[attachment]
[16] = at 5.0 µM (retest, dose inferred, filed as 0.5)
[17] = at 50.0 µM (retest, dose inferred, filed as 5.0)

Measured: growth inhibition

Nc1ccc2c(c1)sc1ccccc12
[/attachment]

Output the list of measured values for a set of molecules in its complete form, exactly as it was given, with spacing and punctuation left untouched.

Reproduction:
[16] = at 5.0 µM (retest, dose inferred, filed as 0.5)
[17] = at 50.0 µM (retest, dose inferred, filed as 5.0)

Measured: growth inhibition

Nc1ccc2c(c1)sc1ccccc12